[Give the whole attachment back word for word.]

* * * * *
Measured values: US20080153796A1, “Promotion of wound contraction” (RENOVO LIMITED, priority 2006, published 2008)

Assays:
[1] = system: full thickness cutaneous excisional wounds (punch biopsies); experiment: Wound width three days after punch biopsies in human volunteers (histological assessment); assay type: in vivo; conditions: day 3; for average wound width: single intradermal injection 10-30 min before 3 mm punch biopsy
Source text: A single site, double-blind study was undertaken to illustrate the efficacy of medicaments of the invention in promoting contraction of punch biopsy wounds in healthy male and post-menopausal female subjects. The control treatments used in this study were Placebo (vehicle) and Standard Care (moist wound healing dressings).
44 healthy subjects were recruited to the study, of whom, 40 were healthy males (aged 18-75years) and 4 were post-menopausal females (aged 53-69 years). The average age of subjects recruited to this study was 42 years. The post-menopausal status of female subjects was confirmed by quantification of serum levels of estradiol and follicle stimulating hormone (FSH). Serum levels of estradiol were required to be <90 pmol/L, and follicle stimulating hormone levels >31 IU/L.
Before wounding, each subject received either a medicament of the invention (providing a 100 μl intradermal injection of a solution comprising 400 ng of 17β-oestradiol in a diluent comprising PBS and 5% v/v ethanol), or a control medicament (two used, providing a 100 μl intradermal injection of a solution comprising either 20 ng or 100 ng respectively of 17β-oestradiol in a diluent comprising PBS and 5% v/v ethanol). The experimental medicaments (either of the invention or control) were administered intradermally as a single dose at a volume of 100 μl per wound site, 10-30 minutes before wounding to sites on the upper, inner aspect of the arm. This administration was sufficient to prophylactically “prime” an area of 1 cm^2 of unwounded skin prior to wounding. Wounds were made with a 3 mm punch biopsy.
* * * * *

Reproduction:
Measured values: US20080153796A1, “Promotion of wound contraction” (RENOVO LIMITED, priority 2006, published 2008)

Assays:
[1] = system: full thickness cutaneous excisional wounds (punch biopsies); experiment: Wound width three days after punch biopsies in human volunteers (histological assessment); assay type: in vivo; conditions: day 3; for average wound width: single intradermal injection 10-30 min before 3 mm punch biopsy
Source text: A single site, double-blind study was undertaken to illustrate the efficacy of medicaments of the invention in promoting contraction of punch biopsy wounds in healthy male and post-menopausal female subjects. The control treatments used in this study were Placebo (vehicle) and Standard Care (moist wound healing dressings).
44 healthy subjects were recruited to the study, of whom, 40 were healthy males (aged 18-75years) and 4 were post-menopausal females (aged 53-69 years). The average age of subjects recruited to this study was 42 years. The post-menopausal status of female subjects was confirmed by quantification of serum levels of estradiol and follicle stimulating hormone (FSH). Serum levels of estradiol were required to be <90 pmol/L, and follicle stimulating hormone levels >31 IU/L.
Before wounding, each subject received either a medicament of the invention (providing a 100 μl intradermal injection of a solution comprising 400 ng of 17β-oestradiol in a diluent comprising PBS and 5% v/v ethanol), or a control medicament (two used, providing a 100 μl intradermal injection of a solution comprising either 20 ng or 100 ng respectively of 17β-oestradiol in a diluent comprising PBS and 5% v/v ethanol). The experimental medicaments (either of the invention or control) were administered intradermally as a single dose at a volume of 100 μl per wound site, 10-30 minutes before wounding to sites on the upper, inner aspect of the arm. This administration was sufficient to prophylactically “prime” an area of 1 cm^2 of unwounded skin prior to wounding. Wounds were made with a 3 mm punch biopsy.